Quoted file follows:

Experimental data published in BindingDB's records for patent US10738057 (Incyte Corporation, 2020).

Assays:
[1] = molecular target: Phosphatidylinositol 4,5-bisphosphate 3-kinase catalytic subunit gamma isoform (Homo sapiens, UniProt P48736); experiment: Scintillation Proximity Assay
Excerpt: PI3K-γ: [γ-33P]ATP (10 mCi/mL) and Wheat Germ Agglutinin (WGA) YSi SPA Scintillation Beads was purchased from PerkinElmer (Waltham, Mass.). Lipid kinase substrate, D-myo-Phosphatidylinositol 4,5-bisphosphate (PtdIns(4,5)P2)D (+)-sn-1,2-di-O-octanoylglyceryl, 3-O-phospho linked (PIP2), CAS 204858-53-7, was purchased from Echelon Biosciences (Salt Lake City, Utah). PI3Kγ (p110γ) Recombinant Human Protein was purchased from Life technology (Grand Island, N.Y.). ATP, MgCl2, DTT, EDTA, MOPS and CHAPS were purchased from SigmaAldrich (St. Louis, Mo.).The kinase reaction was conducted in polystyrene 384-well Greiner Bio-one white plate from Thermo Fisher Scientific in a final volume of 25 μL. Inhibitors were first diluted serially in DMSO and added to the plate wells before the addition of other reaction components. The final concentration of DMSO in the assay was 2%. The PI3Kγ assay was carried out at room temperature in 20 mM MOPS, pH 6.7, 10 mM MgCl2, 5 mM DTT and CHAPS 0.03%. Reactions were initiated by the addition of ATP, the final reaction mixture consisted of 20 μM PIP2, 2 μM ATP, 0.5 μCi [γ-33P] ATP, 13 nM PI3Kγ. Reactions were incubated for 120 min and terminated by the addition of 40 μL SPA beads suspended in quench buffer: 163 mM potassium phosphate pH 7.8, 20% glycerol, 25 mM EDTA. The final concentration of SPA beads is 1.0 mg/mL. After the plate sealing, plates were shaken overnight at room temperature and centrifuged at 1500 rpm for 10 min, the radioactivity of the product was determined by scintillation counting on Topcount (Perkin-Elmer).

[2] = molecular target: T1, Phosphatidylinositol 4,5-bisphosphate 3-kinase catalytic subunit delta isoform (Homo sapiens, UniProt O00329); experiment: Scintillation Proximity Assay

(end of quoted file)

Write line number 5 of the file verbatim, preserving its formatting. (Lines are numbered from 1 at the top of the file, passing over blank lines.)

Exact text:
[2] = molecular target: T1, Phosphatidylinositol 4,5-bisphosphate 3-kinase catalytic subunit delta isoform (Homo sapiens, UniProt O00329); experiment: Scintillation Proximity Assay